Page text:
Other than being expensive and having the UN, I had no specific expectations about Geneva. I was booked for five nights at the Intercontinental Genève, two blocks away from the UN.  The rooms and public spaces are superb.  The hotel is older, but appears to have been recently renovated and exceptionally maintained.  For 35,000 points a night, it's a bargain.  The staff is helpful and the hotel is on the 5 bus line with their own stop (public transit is free for hotel guests and top notch).  The wireless internet is free, but everything else costs a fortune.  I also had to change rooms mid stay due to 'security concerns of a visiting delegation' that required an entire floor.  That's a first.
Intercontinental Geneva King Room
Intercontinental Geneva Bathroom
Geneva sights to see are the UN, the lake, and the old town center.  That's about it. The UN tour is well worth the hour or so.  The Palais des Nations is an interesting design.  The old building from the 30's has an amazing art deco design and is very impressive.  The new building from the 60's is a typical architectural disaster; the design is almost nauseating.    The tour guides are friendly and informative and it was fun sitting in on a conference and using the interpreter earphone devices to listen in on the live translations.  
UN Geneva
UN Geneva
UN Geneva
Geneva is a small city and easily navigated. There is a pleasant path along the north side of the lake from the botanic gardens, a short down hill walk from my hotel, to the city center. I poked my head in a McDonald's and confirmed the Big Mac Index was right, Switzerland is expensive. It's also pretty.  The lake is peaceful and the mountains are a great backdrop.  The old town is pleasant and there are plenty of windows to look in at watches, watches, and more watches. Nice place, but one day I was there was a public holiday and everything, including retail, was closed.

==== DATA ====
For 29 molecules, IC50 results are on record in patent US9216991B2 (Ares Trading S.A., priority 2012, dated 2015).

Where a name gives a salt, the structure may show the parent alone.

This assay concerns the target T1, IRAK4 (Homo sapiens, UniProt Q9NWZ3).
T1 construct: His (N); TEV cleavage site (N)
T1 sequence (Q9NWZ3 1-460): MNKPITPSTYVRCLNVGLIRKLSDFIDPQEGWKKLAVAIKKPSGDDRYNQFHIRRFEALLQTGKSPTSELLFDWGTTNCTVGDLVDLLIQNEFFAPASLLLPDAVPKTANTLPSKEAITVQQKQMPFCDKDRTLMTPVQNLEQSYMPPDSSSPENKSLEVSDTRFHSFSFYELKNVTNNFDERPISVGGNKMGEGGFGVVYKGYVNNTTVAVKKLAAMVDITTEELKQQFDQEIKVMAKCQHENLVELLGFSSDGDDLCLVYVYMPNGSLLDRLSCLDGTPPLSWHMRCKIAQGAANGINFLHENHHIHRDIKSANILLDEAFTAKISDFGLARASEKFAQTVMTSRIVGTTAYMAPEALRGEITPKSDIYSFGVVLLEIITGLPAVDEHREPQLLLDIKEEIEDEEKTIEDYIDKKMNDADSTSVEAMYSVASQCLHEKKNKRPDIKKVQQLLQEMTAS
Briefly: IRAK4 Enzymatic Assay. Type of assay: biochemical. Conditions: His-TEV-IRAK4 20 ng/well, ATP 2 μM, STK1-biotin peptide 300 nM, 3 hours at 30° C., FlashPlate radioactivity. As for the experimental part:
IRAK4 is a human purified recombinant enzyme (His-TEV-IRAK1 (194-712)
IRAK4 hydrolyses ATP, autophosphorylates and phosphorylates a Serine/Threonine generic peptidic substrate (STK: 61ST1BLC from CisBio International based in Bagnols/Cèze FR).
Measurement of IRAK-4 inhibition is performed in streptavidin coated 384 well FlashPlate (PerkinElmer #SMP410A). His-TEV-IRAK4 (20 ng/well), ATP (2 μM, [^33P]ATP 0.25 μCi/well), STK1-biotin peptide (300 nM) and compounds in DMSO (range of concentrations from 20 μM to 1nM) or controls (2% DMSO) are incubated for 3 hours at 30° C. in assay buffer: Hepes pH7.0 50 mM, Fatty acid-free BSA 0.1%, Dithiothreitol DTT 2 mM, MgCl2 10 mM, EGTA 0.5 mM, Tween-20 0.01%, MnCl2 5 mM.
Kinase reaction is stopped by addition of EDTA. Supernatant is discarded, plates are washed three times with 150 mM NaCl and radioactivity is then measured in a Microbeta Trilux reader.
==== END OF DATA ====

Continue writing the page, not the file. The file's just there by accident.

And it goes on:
Lake Geneva
Water Taxi Included in Free Transport Card
Even with the EBACE13 conference, five days proved too long to stay in Geneva (it would be more fun with an expense account or state sponsor to pick up the tab).  With some help, I was able to change my flights to get out of town earlier than planned, but more on that process in my next post.

Monday, July 1, 2013

British Airways Cabin Classes

How many cabin classes does British Airways have?  Right, eleven.  No really, eleven. Four are standard for intercontinental flights, three are unique to Openskies, one is for their A318 service from London City to JFK, two are for intra-Europe flights, and one is for UK flights. Confusing, right?  Well the intent is to be as clear as possible and set realistic expectations that they can deliver on every time.  Each class has a different service level and seat combination.  The seat differentiation is great because they want to deliver on their promises. United took forever to upgrade their business class from recliners to flat seats, but you couldn't be certain what you would get and the prices were the same.  British Airways wants to avoid seat disappointment  especially with business class customers, hence there are five classes that could be considered business class if the differentiation was not as thorough.
All Eleven Cabin Classes
I'm sitting on about 100,000 British Airways miles (Avios to use their branding) and itching to use them on a unique experience. I think Club World London City would be the most interesting use, except it's impractical for me because then I would need to go to LGA or EWR to get a flight home. World traveler Plus, especially their new configuration, would be a fun and new experience. US carriers don't have a true premium economy section, but rather have basic economy with a few extra inches of room.  Trying out a new and innovative product would be a blast.  I also want to fly on a Speedbird; that's British Airways' ATC call sign and the coolest in the industry.
Speedbird a IAD